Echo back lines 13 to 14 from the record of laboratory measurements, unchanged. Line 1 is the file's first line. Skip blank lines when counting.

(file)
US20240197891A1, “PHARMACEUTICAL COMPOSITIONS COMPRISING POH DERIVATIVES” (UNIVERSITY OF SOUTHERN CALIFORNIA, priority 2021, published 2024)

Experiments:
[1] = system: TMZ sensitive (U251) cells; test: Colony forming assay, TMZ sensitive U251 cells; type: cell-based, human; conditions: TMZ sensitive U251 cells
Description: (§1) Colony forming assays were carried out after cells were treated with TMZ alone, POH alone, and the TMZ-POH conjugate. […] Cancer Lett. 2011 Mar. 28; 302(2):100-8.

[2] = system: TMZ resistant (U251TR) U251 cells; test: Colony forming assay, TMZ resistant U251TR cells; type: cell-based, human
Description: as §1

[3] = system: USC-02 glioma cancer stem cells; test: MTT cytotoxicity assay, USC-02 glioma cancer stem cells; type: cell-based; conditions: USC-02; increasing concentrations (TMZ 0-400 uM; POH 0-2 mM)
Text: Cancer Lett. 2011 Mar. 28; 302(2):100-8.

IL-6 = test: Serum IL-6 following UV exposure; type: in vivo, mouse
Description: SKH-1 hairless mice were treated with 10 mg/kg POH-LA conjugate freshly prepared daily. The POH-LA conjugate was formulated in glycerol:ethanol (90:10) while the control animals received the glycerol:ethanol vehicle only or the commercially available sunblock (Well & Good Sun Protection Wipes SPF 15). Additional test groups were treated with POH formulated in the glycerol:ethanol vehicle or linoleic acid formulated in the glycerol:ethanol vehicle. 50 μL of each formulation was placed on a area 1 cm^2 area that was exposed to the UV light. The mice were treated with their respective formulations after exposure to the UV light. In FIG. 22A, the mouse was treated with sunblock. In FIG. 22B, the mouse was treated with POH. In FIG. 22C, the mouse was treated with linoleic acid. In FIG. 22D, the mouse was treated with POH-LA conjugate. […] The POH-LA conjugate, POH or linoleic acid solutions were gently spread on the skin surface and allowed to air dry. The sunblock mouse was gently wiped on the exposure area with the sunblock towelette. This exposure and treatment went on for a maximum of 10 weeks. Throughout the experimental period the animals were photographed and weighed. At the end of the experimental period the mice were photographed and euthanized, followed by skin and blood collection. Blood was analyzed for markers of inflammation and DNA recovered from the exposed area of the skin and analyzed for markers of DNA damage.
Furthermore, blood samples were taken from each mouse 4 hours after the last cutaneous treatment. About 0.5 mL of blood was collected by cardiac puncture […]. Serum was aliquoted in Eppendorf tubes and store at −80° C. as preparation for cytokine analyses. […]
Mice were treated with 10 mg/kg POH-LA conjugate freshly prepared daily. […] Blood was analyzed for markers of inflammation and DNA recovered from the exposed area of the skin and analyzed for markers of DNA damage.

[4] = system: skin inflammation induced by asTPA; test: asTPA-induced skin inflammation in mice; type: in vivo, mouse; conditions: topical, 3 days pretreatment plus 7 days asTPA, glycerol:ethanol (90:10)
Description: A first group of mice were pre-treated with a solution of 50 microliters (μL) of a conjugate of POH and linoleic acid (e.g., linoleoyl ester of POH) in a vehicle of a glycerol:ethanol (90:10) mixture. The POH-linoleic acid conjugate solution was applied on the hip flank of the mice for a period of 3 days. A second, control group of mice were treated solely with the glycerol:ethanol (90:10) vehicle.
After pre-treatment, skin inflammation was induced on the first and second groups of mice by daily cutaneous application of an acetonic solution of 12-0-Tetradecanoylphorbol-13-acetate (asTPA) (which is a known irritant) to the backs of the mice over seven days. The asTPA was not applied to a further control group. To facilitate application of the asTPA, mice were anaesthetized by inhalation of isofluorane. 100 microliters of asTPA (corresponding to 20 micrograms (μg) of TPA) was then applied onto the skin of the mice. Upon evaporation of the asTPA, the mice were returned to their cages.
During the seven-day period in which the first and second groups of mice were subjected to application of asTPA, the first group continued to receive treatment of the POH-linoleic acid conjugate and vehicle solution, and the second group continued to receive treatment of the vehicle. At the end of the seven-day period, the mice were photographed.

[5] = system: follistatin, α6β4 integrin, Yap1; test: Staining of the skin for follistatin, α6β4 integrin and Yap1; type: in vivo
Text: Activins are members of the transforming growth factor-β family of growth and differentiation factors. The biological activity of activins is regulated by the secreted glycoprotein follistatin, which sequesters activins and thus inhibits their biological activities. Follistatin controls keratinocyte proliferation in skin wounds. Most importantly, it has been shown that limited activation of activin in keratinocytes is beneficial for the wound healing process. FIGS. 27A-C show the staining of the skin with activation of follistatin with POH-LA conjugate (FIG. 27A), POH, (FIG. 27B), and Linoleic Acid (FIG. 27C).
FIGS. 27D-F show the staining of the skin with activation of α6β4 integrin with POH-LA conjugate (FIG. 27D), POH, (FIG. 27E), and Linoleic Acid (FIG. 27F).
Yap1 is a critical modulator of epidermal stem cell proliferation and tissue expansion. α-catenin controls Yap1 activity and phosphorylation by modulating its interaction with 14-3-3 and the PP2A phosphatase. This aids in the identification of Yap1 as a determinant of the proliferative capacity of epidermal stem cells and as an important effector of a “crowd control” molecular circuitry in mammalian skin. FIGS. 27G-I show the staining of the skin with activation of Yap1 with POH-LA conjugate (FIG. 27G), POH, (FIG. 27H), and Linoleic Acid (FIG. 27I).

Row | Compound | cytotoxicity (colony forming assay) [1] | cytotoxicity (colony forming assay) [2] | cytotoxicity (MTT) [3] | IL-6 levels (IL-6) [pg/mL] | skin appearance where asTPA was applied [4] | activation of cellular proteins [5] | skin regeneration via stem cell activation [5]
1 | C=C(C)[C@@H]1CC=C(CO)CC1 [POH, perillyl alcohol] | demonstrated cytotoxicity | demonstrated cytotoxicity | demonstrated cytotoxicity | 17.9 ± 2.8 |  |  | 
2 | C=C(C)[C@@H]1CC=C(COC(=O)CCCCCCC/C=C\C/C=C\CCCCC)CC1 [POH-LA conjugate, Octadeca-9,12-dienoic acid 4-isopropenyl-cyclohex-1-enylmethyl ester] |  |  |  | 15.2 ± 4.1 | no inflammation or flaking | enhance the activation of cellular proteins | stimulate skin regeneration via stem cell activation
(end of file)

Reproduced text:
[4] = system: skin inflammation induced by asTPA; test: asTPA-induced skin inflammation in mice; type: in vivo, mouse; conditions: topical, 3 days pretreatment plus 7 days asTPA, glycerol:ethanol (90:10)
Description: A first group of mice were pre-treated with a solution of 50 microliters (μL) of a conjugate of POH and linoleic acid (e.g., linoleoyl ester of POH) in a vehicle of a glycerol:ethanol (90:10) mixture. The POH-linoleic acid conjugate solution was applied on the hip flank of the mice for a period of 3 days. A second, control group of mice were treated solely with the glycerol:ethanol (90:10) vehicle.